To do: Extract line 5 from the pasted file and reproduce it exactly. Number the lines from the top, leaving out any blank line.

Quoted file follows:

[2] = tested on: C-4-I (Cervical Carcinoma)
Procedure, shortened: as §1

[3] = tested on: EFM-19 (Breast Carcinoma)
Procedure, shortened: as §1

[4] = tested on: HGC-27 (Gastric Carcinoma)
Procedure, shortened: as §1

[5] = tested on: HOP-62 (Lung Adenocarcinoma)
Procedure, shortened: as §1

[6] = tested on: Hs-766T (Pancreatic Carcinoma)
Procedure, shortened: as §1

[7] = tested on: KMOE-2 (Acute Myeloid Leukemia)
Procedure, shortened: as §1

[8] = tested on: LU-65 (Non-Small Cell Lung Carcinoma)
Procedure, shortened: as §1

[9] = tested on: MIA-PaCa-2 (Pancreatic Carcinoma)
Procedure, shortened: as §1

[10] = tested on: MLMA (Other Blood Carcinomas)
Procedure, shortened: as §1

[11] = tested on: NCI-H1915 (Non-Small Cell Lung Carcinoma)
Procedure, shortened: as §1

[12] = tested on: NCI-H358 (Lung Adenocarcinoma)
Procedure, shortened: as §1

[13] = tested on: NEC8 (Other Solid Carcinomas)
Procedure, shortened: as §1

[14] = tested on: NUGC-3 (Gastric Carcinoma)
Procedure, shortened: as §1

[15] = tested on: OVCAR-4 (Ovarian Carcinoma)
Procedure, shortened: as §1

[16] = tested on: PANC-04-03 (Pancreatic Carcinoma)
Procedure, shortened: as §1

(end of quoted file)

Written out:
[4] = tested on: HGC-27 (Gastric Carcinoma)